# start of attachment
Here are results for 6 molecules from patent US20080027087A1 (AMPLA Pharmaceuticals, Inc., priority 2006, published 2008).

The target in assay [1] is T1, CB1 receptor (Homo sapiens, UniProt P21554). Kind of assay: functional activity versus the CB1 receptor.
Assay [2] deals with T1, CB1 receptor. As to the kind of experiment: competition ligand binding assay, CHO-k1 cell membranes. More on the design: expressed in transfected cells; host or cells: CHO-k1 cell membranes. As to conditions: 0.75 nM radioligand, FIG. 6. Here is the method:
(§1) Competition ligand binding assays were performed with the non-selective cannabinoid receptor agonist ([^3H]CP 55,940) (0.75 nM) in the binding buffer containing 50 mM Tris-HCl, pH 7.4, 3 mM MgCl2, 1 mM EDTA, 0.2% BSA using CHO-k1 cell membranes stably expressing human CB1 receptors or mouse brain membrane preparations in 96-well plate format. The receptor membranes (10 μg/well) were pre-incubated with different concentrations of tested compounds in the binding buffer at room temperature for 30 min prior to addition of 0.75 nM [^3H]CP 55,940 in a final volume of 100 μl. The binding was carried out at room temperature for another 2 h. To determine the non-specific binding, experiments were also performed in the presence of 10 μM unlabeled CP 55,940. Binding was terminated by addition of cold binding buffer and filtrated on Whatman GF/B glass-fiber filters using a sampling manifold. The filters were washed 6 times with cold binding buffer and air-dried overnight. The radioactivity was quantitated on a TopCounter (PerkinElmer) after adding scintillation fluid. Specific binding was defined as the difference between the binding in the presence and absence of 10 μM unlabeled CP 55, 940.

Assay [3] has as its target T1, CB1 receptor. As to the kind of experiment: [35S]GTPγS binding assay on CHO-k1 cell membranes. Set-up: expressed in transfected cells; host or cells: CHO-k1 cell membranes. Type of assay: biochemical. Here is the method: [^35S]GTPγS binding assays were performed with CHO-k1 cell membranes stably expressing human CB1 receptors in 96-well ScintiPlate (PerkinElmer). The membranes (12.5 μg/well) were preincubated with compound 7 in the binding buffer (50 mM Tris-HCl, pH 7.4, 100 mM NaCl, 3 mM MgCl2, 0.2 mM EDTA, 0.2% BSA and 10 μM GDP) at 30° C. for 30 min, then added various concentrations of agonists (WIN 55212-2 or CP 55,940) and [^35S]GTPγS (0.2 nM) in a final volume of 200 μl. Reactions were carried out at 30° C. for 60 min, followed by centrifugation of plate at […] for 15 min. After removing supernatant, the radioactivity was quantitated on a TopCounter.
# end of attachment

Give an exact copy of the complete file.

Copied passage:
Here are results for 6 molecules from patent US20080027087A1 (AMPLA Pharmaceuticals, Inc., priority 2006, published 2008).

The target in assay [1] is T1, CB1 receptor (Homo sapiens, UniProt P21554). Kind of assay: functional activity versus the CB1 receptor.
Assay [2] deals with T1, CB1 receptor. As to the kind of experiment: competition ligand binding assay, CHO-k1 cell membranes. More on the design: expressed in transfected cells; host or cells: CHO-k1 cell membranes. As to conditions: 0.75 nM radioligand, FIG. 6. Here is the method:
(§1) Competition ligand binding assays were performed with the non-selective cannabinoid receptor agonist ([^3H]CP 55,940) (0.75 nM) in the binding buffer containing 50 mM Tris-HCl, pH 7.4, 3 mM MgCl2, 1 mM EDTA, 0.2% BSA using CHO-k1 cell membranes stably expressing human CB1 receptors or mouse brain membrane preparations in 96-well plate format. The receptor membranes (10 μg/well) were pre-incubated with different concentrations of tested compounds in the binding buffer at room temperature for 30 min prior to addition of 0.75 nM [^3H]CP 55,940 in a final volume of 100 μl. The binding was carried out at room temperature for another 2 h. To determine the non-specific binding, experiments were also performed in the presence of 10 μM unlabeled CP 55,940. Binding was terminated by addition of cold binding buffer and filtrated on Whatman GF/B glass-fiber filters using a sampling manifold. The filters were washed 6 times with cold binding buffer and air-dried overnight. The radioactivity was quantitated on a TopCounter (PerkinElmer) after adding scintillation fluid. Specific binding was defined as the difference between the binding in the presence and absence of 10 μM unlabeled CP 55, 940.

Assay [3] has as its target T1, CB1 receptor. As to the kind of experiment: [35S]GTPγS binding assay on CHO-k1 cell membranes. Set-up: expressed in transfected cells; host or cells: CHO-k1 cell membranes. Type of assay: biochemical. Here is the method: [^35S]GTPγS binding assays were performed with CHO-k1 cell membranes stably expressing human CB1 receptors in 96-well ScintiPlate (PerkinElmer). The membranes (12.5 μg/well) were preincubated with compound 7 in the binding buffer (50 mM Tris-HCl, pH 7.4, 100 mM NaCl, 3 mM MgCl2, 0.2 mM EDTA, 0.2% BSA and 10 μM GDP) at 30° C. for 30 min, then added various concentrations of agonists (WIN 55212-2 or CP 55,940) and [^35S]GTPγS (0.2 nM) in a final volume of 200 μl. Reactions were carried out at 30° C. for 60 min, followed by centrifugation of plate at […] for 15 min. After removing supernatant, the radioactivity was quantitated on a TopCounter.